Jon Mikel Bailey

Business Success: The Secret Sauce is YOU!

By: Jon Mikel Bailey | September 5, 2013 | 

Business success

By Jon-Mikel Bailey

I remember when we started Wood Street.

We were networking fools back then.

It was 2002 so it was before social media and smartphones (although my flip-phone was still pretty sweet!).

We drove – a lot.

I was at one of those networking events waiting for the meeting to start.

A man sat down across from me, introduced himself and then asked me what my company did…

“We design and develop websites,” I said proudly. His response… “Why would you want to start a business doing that? Anyone can make a website.”

He was right. Still is. Anyone can write a blog post. Anyone can make a website. Shucks, anyone can set up a fully functional, responsive website with a CMS. At least in theory.

10,000 Hours

Technology and all the egg heads (term of endearment) behind it continue to make our life easier. But, we tend to forget one thing… there are a bunch of people in this world, and they want business success too!

Anyone can make a website. Anyone can write a blog post. So what? Only a few will actually stand out and command attention. Why?

Because they work really hard at it!

Read Malcolm Gladwell’s Outliers: The Story of Success. Learning a skill takes lots of practice. According to Gladwell, it takes about 10,000 hours of practice.

It also takes focus.

Your ‘Ness

The Internet makes it easy to duplicate your efforts. You can schedule and automate just about anything. You can use the tools available to set yourself up with a slick site, app, whatever.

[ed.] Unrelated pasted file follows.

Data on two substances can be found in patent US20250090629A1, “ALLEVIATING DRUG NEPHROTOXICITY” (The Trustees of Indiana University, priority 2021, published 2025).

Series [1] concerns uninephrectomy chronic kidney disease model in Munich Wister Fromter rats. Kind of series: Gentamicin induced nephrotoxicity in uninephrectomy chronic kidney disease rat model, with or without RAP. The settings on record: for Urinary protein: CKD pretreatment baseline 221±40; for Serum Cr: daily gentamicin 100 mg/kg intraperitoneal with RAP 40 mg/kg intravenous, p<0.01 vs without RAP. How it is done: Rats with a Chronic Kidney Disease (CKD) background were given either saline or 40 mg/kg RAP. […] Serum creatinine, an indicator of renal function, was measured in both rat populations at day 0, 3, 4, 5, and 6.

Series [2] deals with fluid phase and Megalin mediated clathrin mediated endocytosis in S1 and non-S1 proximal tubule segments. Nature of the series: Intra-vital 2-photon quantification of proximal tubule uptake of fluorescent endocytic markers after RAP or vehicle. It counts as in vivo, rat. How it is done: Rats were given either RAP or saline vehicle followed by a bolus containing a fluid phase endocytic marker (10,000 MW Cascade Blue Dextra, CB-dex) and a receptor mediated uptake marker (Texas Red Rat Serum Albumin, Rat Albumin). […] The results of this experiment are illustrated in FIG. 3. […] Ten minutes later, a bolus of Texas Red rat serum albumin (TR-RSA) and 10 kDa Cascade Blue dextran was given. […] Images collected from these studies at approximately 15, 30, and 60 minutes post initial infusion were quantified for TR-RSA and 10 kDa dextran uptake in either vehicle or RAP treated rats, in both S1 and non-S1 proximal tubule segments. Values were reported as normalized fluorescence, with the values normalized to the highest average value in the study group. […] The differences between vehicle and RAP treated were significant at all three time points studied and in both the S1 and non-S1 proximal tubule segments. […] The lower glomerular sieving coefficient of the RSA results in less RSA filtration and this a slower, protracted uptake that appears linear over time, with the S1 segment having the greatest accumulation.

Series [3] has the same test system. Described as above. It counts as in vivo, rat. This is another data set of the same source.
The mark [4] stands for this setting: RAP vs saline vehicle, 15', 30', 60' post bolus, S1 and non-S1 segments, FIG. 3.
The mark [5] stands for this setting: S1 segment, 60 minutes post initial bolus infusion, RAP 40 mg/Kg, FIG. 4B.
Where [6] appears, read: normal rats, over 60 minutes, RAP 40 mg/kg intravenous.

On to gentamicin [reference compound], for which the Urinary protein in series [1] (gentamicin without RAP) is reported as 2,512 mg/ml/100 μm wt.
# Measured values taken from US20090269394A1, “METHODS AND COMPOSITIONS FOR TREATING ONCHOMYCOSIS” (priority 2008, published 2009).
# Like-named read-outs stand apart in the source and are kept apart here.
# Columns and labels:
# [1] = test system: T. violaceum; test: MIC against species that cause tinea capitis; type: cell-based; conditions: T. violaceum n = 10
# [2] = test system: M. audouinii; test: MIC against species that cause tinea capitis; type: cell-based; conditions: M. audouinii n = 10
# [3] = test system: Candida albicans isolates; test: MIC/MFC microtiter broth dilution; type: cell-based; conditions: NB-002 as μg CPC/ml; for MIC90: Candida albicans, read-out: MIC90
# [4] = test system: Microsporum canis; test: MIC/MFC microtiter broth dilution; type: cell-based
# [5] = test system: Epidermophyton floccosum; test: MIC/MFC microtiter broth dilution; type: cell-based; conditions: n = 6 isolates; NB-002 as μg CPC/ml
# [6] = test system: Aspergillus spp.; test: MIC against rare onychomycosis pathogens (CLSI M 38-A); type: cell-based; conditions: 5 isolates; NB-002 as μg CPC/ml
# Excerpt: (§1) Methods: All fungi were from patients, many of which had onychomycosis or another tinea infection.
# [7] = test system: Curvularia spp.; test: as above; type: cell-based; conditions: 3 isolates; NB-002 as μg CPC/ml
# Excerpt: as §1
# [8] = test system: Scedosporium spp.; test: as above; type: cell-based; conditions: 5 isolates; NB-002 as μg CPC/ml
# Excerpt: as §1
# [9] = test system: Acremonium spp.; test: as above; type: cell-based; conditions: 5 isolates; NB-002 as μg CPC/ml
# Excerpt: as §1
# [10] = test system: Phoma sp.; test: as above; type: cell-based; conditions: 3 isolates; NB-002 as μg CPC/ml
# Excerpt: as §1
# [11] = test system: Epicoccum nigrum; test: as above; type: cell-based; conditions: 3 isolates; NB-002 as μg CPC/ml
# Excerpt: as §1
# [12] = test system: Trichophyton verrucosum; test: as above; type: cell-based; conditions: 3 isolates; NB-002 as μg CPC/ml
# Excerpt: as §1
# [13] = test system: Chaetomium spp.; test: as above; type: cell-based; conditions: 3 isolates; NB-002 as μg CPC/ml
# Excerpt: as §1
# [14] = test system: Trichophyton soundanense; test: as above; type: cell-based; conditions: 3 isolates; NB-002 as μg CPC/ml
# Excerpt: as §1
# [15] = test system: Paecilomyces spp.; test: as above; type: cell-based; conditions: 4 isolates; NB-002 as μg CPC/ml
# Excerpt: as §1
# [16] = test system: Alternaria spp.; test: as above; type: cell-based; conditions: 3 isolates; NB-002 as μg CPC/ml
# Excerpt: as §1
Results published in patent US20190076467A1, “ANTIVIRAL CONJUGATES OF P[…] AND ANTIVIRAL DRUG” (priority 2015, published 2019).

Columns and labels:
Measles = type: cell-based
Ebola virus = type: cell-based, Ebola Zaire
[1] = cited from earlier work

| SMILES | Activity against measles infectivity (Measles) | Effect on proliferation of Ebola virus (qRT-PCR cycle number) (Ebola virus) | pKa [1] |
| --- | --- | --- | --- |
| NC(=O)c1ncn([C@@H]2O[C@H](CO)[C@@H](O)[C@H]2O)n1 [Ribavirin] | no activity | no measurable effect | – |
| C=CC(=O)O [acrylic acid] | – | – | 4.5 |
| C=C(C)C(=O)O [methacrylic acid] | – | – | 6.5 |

But, what makes it work is you.

You can’t automate or templatize (apparently not a word, but it should be) knowledge. That’s what makes you stand out… your unique perspective.

There are gazillions of articles already written about what you do. There are plenty of businesses that offer the same services or products you offer. So, how do you stand apart?

You work your uniqueness as a person or a company into everything you do.

If you’ve seen the movie You, Me and Dupree, you know what I’m talking about. Not the greatest movie in the world, but the part about finding your ‘ness is brilliant…

“[ness] is a verb. It’s a conjunction. A preposition. It’s a philosophy. A way of life. It’s your name with “ness” attached to it.”

In other words, it’s the essence of you. It’s what makes you the unique creature that you are.

Be the Expert You Already Are

A WordPress website does not make you successful. A mobile app does not make you millions. A blog will not have you walking down red carpets or interviewed on CNN. These things are just tools.

Being invaluable gets you success, attention, and notoriety. Being the resource people can’t live without does this. And this is hard.

You are an expert. You might not have accepted that fact yet. But, trust me, you are.

Implement these tools, and then get to work:

  1. Know your audience
  2. Write for them, for their needs
  3. Offer services or products they need

You are an expert. Your company has expertise. Don’t believe me? It’s 2013 and we are having our best year yet, even though “anyone can make a website.” Why? Our clients need us. Because of our ‘ness.

Do your clients need you?

About Jon Mikel Bailey